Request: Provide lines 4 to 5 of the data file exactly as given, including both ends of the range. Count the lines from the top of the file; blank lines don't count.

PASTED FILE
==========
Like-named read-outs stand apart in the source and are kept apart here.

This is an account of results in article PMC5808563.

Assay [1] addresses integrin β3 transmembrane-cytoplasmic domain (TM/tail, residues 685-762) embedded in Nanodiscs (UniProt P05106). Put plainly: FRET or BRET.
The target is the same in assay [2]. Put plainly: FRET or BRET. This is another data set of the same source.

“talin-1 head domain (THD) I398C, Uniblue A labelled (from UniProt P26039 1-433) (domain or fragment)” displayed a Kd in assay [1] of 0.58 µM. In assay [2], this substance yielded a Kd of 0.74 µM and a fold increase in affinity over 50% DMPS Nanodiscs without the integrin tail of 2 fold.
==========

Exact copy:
The target is the same in assay [2]. Put plainly: FRET or BRET. This is another data set of the same source.

“talin-1 head domain (THD) I398C, Uniblue A labelled (from UniProt P26039 1-433) (domain or fragment)” displayed a Kd in assay [1] of 0.58 µM. In assay [2], this substance yielded a Kd of 0.74 µM and a fold increase in affinity over 50% DMPS Nanodiscs without the integrin tail of 2 fold.